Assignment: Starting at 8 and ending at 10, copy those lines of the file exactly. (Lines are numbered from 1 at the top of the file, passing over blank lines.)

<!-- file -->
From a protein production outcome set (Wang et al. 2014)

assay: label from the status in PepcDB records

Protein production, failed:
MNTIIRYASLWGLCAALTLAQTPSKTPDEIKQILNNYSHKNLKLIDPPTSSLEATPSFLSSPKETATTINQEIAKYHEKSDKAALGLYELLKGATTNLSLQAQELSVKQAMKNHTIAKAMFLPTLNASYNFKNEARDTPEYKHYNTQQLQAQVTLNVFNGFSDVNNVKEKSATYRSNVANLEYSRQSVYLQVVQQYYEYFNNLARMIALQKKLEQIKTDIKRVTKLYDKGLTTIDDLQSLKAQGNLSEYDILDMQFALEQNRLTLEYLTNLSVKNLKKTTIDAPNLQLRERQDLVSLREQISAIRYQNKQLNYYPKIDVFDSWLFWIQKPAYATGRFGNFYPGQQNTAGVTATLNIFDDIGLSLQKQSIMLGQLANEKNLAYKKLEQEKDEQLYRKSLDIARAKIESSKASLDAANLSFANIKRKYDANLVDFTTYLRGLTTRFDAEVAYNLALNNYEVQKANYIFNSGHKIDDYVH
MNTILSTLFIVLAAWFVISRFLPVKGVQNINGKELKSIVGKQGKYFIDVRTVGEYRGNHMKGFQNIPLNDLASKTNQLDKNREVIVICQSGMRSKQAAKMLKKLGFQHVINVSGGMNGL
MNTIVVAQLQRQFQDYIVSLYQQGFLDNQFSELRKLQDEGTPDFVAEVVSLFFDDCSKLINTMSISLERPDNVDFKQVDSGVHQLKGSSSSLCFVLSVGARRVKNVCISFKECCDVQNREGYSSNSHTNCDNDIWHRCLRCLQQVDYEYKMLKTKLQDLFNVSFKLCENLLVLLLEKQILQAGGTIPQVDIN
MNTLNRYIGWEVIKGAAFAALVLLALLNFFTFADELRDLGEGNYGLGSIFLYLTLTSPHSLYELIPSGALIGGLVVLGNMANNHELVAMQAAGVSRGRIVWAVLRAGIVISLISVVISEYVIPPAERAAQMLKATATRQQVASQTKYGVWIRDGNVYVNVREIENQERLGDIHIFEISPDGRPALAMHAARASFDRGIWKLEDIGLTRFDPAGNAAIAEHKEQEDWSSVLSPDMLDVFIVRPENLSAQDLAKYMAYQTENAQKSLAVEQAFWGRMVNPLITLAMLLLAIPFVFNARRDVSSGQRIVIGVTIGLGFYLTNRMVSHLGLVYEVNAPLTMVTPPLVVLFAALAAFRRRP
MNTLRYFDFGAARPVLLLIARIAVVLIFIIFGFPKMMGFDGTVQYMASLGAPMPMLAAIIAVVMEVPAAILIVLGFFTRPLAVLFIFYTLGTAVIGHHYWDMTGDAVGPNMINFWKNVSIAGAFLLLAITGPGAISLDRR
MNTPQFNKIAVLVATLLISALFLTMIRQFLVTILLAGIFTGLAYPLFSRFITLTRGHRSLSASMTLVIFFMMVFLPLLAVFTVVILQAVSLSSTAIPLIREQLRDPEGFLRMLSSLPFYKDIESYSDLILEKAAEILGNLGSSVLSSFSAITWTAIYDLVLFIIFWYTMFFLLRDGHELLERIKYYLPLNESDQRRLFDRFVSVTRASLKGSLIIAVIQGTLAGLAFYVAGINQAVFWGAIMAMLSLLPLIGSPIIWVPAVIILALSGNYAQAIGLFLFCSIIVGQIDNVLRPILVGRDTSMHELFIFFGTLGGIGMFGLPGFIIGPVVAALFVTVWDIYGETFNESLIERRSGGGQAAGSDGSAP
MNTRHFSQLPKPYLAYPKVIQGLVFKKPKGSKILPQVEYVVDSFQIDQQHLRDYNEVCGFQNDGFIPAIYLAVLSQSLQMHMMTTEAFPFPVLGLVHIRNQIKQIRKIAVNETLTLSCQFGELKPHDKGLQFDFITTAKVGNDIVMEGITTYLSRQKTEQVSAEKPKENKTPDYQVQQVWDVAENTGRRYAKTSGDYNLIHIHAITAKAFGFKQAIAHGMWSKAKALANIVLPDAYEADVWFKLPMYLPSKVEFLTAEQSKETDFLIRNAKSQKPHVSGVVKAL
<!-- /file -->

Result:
MNTLRYFDFGAARPVLLLIARIAVVLIFIIFGFPKMMGFDGTVQYMASLGAPMPMLAAIIAVVMEVPAAILIVLGFFTRPLAVLFIFYTLGTAVIGHHYWDMTGDAVGPNMINFWKNVSIAGAFLLLAITGPGAISLDRR
MNTPQFNKIAVLVATLLISALFLTMIRQFLVTILLAGIFTGLAYPLFSRFITLTRGHRSLSASMTLVIFFMMVFLPLLAVFTVVILQAVSLSSTAIPLIREQLRDPEGFLRMLSSLPFYKDIESYSDLILEKAAEILGNLGSSVLSSFSAITWTAIYDLVLFIIFWYTMFFLLRDGHELLERIKYYLPLNESDQRRLFDRFVSVTRASLKGSLIIAVIQGTLAGLAFYVAGINQAVFWGAIMAMLSLLPLIGSPIIWVPAVIILALSGNYAQAIGLFLFCSIIVGQIDNVLRPILVGRDTSMHELFIFFGTLGGIGMFGLPGFIIGPVVAALFVTVWDIYGETFNESLIERRSGGGQAAGSDGSAP
MNTRHFSQLPKPYLAYPKVIQGLVFKKPKGSKILPQVEYVVDSFQIDQQHLRDYNEVCGFQNDGFIPAIYLAVLSQSLQMHMMTTEAFPFPVLGLVHIRNQIKQIRKIAVNETLTLSCQFGELKPHDKGLQFDFITTAKVGNDIVMEGITTYLSRQKTEQVSAEKPKENKTPDYQVQQVWDVAENTGRRYAKTSGDYNLIHIHAITAKAFGFKQAIAHGMWSKAKALANIVLPDAYEADVWFKLPMYLPSKVEFLTAEQSKETDFLIRNAKSQKPHVSGVVKAL